Tag Archives: reluctant hero

Review: The Hero’s Lot, by Patrick W. Carr

The Heros LotThe Hero’s Lot, by Patrick W. Carr (Bethany House, 2013)

The Staff & The Sword series needs to be read in order. And it’s worth reading without seeing the spoilers for book 1 that will appear in the following review of book 2. If you haven’t read book 1, A Cast of Stones, you can see my review here. If it appeals, pop over to your favourite internet bookstore and download the book for free in Kindle, Nook or Kobo format.

I have so many books in my to-read stash that I’d forgotten I had A Cast of Stones until a review caught my interest. It took great self-control not to immediately buy The Hero’s Lot when I finished, and this time I went ahead and bought book 3, A Draw of Kings, to read immediately after book 2. Book 3 is $9.99 Canadian. I’ll only pay that much for an exceptional ebook. This series is worth it.

Enough rambling. Here’s my review of book 2, with the aforementioned spoilers for book 1:

The Hero’s Lot continues the saga of Errol Stone, a reluctant hero who somehow survived the first book. Naturally (for Errol) just when life is looking good, he’s thrown back into danger. This time he’s sent on an impossible quest. His friends Martin and Luis are sent on another path that turns out nearly as dangerous.

The world of Illustra bears a striking similarity to a mediaeval type of Earth, and its religion echoes key elements of Christianity. Illustra’s deity is a Trinity: Deas, Eleison and the “unknowable” spirit, Aurae. Except that the healers, rejected by the official Church (definitely a capital C for this institution) say Aurae communes with them.

Illustra’s Church has many devout priests, as well as others who have done untold harm in its name. Errol knows this better than most, and his pain is almost his undoing. The characters take an honest look at the problem of hypocrisy and abuse of power within the Church, and I think readers who’ve had their own negative experiences with Christians and/or the church will find this series a safe place to be. No pat answers, no denial, but perhaps a gradual presentation of hope.

Lovers of epic fantasy, whether they’re people of faith or not, can appreciate the sweeping nature of the series, with its intricately-crafted world and cultures, characters who inspire loyalty (or enmity), chases, combat scenes, plus threads of romance and the occasional funny line.

Some of my favourite lines:

Questions chased each other through his mind like unruly acolytes playing tag before vespers. [Martin, a priest. Kindle page 58]

“I always think better when I hold a cup of tea,” Karele said. “It keeps my hands from running away with my thoughts.” [Kindle page 75]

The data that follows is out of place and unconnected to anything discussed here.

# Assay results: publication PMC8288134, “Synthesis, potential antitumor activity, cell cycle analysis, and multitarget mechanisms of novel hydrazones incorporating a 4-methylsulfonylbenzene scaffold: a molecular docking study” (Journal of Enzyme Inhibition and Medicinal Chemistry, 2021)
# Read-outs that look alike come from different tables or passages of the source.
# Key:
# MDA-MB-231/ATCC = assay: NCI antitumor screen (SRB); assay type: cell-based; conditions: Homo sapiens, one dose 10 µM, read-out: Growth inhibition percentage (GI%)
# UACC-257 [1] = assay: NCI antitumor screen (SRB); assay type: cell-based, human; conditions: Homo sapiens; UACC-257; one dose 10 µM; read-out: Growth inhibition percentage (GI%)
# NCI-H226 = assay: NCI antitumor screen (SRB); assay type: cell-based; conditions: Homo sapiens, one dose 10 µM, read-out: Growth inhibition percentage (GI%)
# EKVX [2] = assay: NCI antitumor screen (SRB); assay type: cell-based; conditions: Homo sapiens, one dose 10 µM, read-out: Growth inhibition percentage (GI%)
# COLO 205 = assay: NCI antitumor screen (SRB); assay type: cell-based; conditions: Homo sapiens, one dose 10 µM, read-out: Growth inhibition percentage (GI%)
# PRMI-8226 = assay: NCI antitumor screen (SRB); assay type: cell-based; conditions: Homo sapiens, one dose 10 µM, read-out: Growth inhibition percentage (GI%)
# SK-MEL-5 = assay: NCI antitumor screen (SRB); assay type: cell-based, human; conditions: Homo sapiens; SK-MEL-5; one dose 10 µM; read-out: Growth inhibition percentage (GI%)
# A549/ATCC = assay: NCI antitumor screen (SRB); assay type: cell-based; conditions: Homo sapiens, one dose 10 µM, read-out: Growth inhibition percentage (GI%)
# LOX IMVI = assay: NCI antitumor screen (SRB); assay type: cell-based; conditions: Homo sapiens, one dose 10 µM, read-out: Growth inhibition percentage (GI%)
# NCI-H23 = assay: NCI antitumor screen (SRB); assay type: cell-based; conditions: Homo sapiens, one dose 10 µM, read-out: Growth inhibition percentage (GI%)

Naaman Ru moved through opposition like a phantom, and the touch of his shadow brought death. [Part of a fight scene. Kindle page 423]

I read a lot of books, most of them very good. Sometimes it starts to feel like work. With A Cast of Stones and The Hero’s Lot, I wanted to keep reading and see what happened, but I also wanted to take it slowly so the story wouldn’t end too soon. For me, that’s rare.

It’s also worth noting that the covers for this series are amazing.

Patrick W. Carr is an award-winning author of character-driven fantasy. His new series, The Darkwater Saga, releases this fall. For more about the author or to sign up for his newsletter, visit patrickwcarr.com.

[Review copy from my personal library.]

Review: A Cast of Stones, by Patrick W. Carr

A Cast of Stones, by Patrick W. CarrA Cast of Stones, by Patrick W. Carr (Bethany House, 2013)

The kingdom of Illustra has a mediaeval feel to it, with horses, knights and magic. The story opens with Errol, a homeless youth, seizing the opportunity to deliver a message to a reclusive priest. The money will buy him more ale, which will push back the memories he can’t face.

Errol is the most unlikely of heroes: scrawny, hopeless and addicted to drink. Yet as he’s dragged unwillingly along with the others on a desperate journey, he develops skills and a sense of worth. Something about the lad engaged my interest from page one, before I realized he was the novel’s protagonist. (He wouldn’t like me to use the word “hero.”)

There are plenty of allegorical references to the Christian faith, but not in a way that should limit this book’s appeal to a wider audience. Readers will find the corrupt as well as the pure within Illustra’s church leaders. Indeed, the pure seems the exception rather than the rule.

The magic element comes from those who can cast and read hand-carved lots. To anyone but a reader, the lots look like balls made of wood or stone. To a reader who asks the right question, the lots can reveal truth—and the future.

The novel’s magic and religious systems are well-thought-out, the world feels believably real, and the characters come alive. Errol’s perpetual danger on his journey (and once he reaches his destination) and his transformation along the way, make for a deeply satisfying fantasy read.

Favourite line:

“I am Brother Fenn,” the man in the cowl said. His voice sounded dry, dusty—as if he’d forsaken water when he’d taken the rest of his vows. [Kindle location 1616]

A Cast of Stones is book one in The Staff & The Sword trilogy, and I was happy to discover that books two and three are already available. For more about the author and his books, visit patrickwcarr.com. You can watch a brief trailer for A Cast of Stones, complete with original music: [Review copy from my personal library.]